One of the interesting challenges for small and new parties is whether to accept every offer of support. Often the very sight of a small pond will attract people who are keen on being big fish, and the characters who find the prospect particularly attractive sometimes bring costly baggage. At the same time, a small party wants above all to grow, and to show that it is a desirable destination for defectors.
That makes for some trade-offs. UKIP had plenty of those – from Robert Kilroy-Silk who brought publicity at the price of ambitious in-fighting, Arron Banks who brought money at the price of being Arron Banks, and, more recently Tommy Robinson, who brought a hardcore of followers to sustain a party in crisis at the cost of tarring its reputation with that of a convicted thug.
The Independent Group – or ‘Change UK – The Independent Group’ as it now is – is still only a few weeks old. Even so, its first week of existence involved some trade-offs – it’s certainly true that Tory whips felt that it was not entirely a loss to no longer have to manage three of their more disorderly and publicity-eager former colleagues.
Another example has now come up with CHUK-TIG’s first MEP supporters. Richard Ashworth and Julie Girling, former Conservative MEPs who lost the whip after they bizarrely voted against the UK being allowed to discuss trade with the EU, have joined up. Both are broadly in sympathy with their new party’s EU-enthusiast worldview, but it’s also fair to say that joining up is the only chance either has of continuing in elected office.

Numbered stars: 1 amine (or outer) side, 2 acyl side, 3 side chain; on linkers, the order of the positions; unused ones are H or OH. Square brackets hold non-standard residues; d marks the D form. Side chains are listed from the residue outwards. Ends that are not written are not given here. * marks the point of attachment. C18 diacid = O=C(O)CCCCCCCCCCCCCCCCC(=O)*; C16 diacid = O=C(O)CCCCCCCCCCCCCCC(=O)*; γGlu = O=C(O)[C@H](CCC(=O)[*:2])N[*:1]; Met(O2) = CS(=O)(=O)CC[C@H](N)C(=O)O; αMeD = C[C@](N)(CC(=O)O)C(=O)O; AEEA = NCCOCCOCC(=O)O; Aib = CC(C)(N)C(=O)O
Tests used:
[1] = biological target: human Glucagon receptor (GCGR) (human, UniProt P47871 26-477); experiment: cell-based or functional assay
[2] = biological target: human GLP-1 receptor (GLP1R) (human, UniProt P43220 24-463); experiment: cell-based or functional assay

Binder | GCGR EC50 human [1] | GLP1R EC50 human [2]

It’s somewhat less clear what CHUK-TIG has to gain from accepting them. Even committed supporters of Euro-integration surely know that almost entirely anonymous MEPs are unlikely to be great assets on the campaign trail or in the media air war, but perhaps the prospect of showing themselves to be growing was sufficient impetus.
It duly comes with a price. When Ashworth and Girling ceased to Conservatives, they both elected to join the pan-EU EPP – a somewhat odd choice to sit alongside the party of Viktor Orban, but that was their choice nonetheless.
Now that they are CHUK-TIG’s first MEPs, that EPP alignment is causing a bit of a storm in the fractious world of hardcore Remainers. Rivals and critics on the left – in Labour, the Greens, the Liberal Democrats and elsewhere – are pointing to the fact the new party sits as part of the EPP in the European Parliament as evidence that they are of the right, essentially Tories or Blairites at best. This hits a particular weak spot for a party founded by Chuka Umunna and others, and touches on existing concerns about their agenda among many of their target vote.
If this all seems obscure, frankly that’s because it is. But it does matter. CHUK-TIG are trying to define themselves for the first time, to carve out a niche and recruit a core of activists and voters. Many of those they want on board are on the left, and are likely to be deterred by signs that they would be joining a soft Tory outfit. I’m not sure the price they’re paying is really worth their new acquisitions.
If you doubt that it is an issue, it’s worth noting that Chris Leslie, one of the party’s former Labour MPs, has felt the need to publicly deny it. Apparently their Euro alignment will be decided after the European elections, which seems unlikely to resolve confusion which arose in the first place from a lack of clarity.